TORONTO — Survivors of a notorious Indian residential school in northern Ontario were in court Tuesday fighting the federal government for access to thousands of documents they say are crucial to their compensation claims.
The survivors accuse Ottawa of hampering their bid for financial redress by hiding documentary evidence related to a provincial police investigation into St. Anne’s in Fort Albany.
The police probe in the 1990s turned up evidence of horrific abuse, including use of an electric chair and led to criminal convictions.
“The St. Anne’s school is probably one of the most outrageous examples of the abuse of school children in Canadian history,” said commission lawyer Julian Falconer.
“The truth has to be told.”
The federal government has maintained it has no authority to turn over the police materials.
However, a lawyer for the Ontario Provincial Police told Ontario Superior Court he had no issue turning over the records — if authorized by the courts.
“In order for us to release documents, we need judicial authorization,” lawyer Norm Feaver said.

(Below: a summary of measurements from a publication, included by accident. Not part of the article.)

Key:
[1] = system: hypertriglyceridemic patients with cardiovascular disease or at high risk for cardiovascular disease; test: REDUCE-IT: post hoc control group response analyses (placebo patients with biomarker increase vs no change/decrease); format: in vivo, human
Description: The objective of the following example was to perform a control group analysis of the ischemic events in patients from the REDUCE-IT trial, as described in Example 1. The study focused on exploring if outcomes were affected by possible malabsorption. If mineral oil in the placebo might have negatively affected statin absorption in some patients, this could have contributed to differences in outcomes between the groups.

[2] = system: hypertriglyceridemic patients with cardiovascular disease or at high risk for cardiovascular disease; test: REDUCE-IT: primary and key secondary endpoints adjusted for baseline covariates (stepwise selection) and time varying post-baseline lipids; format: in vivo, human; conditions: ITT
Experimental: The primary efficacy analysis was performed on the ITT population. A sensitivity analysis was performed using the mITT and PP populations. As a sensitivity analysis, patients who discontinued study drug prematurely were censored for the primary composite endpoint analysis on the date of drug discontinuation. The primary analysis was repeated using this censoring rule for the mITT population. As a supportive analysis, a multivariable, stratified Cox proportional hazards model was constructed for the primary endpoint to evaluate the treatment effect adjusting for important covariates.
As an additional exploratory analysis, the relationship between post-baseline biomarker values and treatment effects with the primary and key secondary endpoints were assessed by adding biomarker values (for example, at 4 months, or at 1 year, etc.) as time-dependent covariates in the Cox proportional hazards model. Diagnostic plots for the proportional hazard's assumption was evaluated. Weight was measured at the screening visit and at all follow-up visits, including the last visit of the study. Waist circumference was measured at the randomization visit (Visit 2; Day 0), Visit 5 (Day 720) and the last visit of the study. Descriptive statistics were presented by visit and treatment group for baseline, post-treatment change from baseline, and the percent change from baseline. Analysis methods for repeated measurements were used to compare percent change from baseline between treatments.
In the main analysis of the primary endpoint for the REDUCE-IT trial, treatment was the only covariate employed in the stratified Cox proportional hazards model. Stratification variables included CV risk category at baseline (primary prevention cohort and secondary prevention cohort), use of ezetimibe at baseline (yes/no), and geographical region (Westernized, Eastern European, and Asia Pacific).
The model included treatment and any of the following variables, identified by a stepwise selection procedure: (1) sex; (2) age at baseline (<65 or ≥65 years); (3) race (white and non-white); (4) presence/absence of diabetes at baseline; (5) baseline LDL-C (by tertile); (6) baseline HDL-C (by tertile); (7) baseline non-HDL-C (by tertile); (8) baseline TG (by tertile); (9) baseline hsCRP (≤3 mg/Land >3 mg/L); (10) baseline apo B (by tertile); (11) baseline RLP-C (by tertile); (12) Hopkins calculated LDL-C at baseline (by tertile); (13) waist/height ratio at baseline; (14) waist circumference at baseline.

“We certainly don’t want to stand in the way of anything.”
For its part, the government now says it is taking no position regarding the documents in possession of the police.
However, government lawyer Catherine Coughlan said Ottawa could not turn over the materials it has, because it received them from police on an undertaking they would not be passed on to anyone.
Some former St. Anne’s students and supporters filled the courtroom to hear the arguments.
Among them was Edmund Metatawabin, 66, a victim of the electric chair, who accused the government of trying to “hide” evidence.
Hundreds of aboriginal children from remote James Bay communities were sent to St. Anne’s from 1904 to 1976.
Several adults were convicted in the 1990s following an intensive investigation into claims of abuse at the school.